Driving Safety: Where in the world are the safest drivers?

Debbie

 

Iceland have been grabbing the headlines for numerous reasons recently and although England’s Euro 2016 campaign was a bit of a car crash, that’s something you can’t say about their Nordic opponents. According to the World Health Organisation Iceland is one of the safest countries in the world in which to drive, with 2.8 deaths per 100,000 people annually. Compare that to the Dominican Republic which weighs in with a brutal 2,398.

Worldwide, 3,400 people a day are killed in accidents for various reasons, and in 2010 a person was killed every 25 seconds on the roads. Part of the problem (and by implication the obvious solution) is that only 28 of the 200+ worldwide nations have laws in place to address the five most important risk factors in driving or cycling: speed, seat belts, child restraints, helmets and drink driving.

Other nations that are regarded as safe can roughly be split into two categories; those that actually do have safe drivers and driving systems, and those where there’s much less need to drive. It explains why nations such as Sweden, Netherlands and Denmark rank alongside Kiribati, Maldives and the Federated States of Micronesia figuring in some top ten lists of fewest road fatalities per 100,000 inhabitants per year.

To take an example, Kiribati is a minute Pacific republic of 33 atolls, many of which are uninhabited. The capital South Tarawa is a group of islets and has just one road network, which was recently updated to include the installation of footpaths, improved drainage and other safety measures – designed to knock down the 2.9 fatalities per year even further. Similarly, one cannot imagine that the 607 islands spread across 1,678 miles of Pacific sea that comprise the Federated States of Micronesia do not have anything resembling the M25.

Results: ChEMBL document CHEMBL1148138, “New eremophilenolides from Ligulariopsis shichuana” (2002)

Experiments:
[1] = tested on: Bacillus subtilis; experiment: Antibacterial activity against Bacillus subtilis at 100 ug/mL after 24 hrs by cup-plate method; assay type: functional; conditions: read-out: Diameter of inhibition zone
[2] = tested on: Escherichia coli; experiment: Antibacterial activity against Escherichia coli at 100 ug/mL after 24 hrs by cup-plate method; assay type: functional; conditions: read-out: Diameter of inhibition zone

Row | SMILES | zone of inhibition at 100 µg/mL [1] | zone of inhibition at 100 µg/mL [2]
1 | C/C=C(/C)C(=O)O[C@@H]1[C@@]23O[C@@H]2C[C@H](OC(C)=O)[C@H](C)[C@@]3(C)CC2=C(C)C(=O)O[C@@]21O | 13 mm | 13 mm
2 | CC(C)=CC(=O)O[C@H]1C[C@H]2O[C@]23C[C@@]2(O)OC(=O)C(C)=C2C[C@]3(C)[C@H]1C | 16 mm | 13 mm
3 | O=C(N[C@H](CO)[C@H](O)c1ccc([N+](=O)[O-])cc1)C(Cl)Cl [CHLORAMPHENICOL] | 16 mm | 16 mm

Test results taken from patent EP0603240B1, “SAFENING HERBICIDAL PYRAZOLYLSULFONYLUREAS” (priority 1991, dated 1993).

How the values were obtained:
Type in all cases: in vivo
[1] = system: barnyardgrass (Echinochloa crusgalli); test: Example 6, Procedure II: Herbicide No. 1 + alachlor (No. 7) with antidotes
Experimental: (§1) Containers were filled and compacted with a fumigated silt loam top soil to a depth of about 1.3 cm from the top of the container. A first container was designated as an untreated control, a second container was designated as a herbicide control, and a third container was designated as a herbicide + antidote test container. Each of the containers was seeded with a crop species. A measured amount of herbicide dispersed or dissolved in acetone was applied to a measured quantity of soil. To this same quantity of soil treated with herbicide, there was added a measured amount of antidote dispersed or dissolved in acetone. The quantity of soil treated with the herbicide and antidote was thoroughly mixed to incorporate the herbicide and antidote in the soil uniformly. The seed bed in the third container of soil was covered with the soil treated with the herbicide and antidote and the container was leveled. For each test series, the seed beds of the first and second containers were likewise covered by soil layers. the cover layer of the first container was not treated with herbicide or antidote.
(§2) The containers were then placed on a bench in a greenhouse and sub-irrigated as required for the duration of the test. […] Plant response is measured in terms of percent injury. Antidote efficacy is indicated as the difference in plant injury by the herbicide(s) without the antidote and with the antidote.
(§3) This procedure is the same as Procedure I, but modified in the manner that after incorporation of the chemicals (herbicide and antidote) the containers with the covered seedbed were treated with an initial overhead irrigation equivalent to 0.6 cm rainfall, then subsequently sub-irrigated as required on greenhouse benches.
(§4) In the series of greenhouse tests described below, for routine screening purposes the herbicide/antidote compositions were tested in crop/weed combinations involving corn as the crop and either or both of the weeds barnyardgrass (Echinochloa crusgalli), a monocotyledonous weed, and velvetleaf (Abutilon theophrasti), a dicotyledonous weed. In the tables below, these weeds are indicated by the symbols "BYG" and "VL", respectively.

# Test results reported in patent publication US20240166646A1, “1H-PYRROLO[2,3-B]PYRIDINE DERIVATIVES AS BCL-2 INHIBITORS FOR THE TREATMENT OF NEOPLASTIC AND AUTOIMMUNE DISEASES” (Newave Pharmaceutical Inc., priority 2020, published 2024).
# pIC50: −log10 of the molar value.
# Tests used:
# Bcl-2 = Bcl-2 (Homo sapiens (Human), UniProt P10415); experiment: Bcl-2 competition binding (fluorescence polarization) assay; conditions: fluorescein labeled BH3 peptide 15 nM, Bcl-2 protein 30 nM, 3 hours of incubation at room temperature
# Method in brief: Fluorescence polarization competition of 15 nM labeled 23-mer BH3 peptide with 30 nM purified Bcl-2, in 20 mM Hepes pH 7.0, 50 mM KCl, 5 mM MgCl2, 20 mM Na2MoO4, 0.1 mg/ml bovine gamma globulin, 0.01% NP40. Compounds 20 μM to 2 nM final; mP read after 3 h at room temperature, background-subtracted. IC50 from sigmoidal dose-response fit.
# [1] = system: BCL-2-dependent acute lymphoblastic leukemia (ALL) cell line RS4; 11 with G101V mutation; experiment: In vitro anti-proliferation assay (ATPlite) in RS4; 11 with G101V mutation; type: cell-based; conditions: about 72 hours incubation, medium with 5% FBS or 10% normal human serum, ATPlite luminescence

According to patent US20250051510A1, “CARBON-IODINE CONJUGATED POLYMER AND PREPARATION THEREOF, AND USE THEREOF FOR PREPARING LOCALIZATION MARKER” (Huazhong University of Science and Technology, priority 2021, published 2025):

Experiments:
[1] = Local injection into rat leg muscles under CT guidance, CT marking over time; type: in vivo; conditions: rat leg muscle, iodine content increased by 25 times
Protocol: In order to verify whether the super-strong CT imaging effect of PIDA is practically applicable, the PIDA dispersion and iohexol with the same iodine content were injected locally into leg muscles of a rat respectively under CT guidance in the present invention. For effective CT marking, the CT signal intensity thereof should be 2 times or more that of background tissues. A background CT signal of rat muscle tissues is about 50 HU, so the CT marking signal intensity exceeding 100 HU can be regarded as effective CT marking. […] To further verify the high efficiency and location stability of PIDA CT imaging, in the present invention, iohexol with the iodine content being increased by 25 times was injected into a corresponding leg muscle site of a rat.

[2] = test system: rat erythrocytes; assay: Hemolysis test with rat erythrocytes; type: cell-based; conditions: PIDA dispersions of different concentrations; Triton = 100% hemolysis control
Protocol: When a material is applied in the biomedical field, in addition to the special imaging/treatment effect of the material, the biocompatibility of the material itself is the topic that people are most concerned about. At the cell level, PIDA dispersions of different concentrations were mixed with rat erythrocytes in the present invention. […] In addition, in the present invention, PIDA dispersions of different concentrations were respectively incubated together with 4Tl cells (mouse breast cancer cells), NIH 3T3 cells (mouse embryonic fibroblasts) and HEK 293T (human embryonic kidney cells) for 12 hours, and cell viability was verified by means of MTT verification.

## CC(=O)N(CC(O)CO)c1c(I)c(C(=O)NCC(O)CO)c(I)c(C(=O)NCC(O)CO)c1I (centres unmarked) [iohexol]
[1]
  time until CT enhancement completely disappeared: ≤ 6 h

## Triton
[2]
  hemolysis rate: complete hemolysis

According to Euroblawg, a shared characteristic of those countries deemed to be safest is tougher punishment for poor driving. Those nations include Germany, Northern Ireland, the aforementioned Iceland, and Sweden. In 2014, 264 people died in road crashes in Sweden, a record low stretching back several decades. The peak was in 1970, but despite far higher road usage 46 years on the highways continue to improve in safety.

How has this happened? According to The Economist it can be simply summed up in one word: planning. Low speed limits in built up areas, more crossings, and ‘2+1 roads’ – where each lane of traffic takes turns to use a central lane for overtaking – are among the steps that were laid down in the 1997 ‘Vision Zero’ blueprint. One child under the age of seven in the entire country died on the roads in 2012 – proof of the scheme’s success.

Volvo is a keen proponent of driverless cars and the hope is that eliminating driver error – which causes up to 90% of accidents – will drive down deaths and accidents even further in the coming years. Before then correct mirror usage, and vehicle safety solutions such as external cameras and sensors, will have to suffice. Even in Iceland.

Volvo is a keen proponent of driverless cars and the hope is that eliminating driver error – which causes up to 90% of accidents – will drive down deaths and accidents even further in the coming years. Before then correct mirror usage, and vehicle safety solutions such as external cameras and sensors, will have to suffice. Even in Iceland.

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